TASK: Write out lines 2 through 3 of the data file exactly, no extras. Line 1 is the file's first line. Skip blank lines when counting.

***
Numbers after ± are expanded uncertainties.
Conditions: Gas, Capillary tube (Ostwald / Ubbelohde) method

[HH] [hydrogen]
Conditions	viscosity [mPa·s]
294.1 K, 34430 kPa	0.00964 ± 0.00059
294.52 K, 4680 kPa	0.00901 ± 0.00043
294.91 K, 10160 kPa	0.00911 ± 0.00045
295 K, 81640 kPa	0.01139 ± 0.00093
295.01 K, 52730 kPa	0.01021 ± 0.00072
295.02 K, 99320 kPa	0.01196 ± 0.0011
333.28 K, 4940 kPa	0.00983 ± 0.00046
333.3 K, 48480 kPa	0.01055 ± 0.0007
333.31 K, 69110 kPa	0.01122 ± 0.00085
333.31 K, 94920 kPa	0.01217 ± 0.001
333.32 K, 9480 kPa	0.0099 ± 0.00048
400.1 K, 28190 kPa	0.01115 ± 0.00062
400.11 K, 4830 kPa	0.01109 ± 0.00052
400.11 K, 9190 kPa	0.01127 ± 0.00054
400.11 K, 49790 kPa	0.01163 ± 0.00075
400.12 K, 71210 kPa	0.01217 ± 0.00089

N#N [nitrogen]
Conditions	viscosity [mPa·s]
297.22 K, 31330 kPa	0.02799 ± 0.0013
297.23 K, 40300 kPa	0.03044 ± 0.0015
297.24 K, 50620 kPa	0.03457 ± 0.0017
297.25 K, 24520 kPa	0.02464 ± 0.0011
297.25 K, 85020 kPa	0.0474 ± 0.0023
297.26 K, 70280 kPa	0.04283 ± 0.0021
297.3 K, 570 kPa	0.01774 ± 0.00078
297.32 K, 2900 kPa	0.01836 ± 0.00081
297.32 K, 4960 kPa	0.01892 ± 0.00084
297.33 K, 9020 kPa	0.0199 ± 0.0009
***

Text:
Conditions: Gas, Capillary tube (Ostwald / Ubbelohde) method

[HH] [hydrogen]